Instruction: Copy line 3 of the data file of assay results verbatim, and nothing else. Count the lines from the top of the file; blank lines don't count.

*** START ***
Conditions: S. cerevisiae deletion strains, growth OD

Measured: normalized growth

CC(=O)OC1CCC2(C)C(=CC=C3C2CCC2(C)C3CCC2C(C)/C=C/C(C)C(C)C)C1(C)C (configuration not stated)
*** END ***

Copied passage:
CC(=O)OC1CCC2(C)C(=CC=C3C2CCC2(C)C3CCC2C(C)/C=C/C(C)C(C)C)C1(C)C (configuration not stated)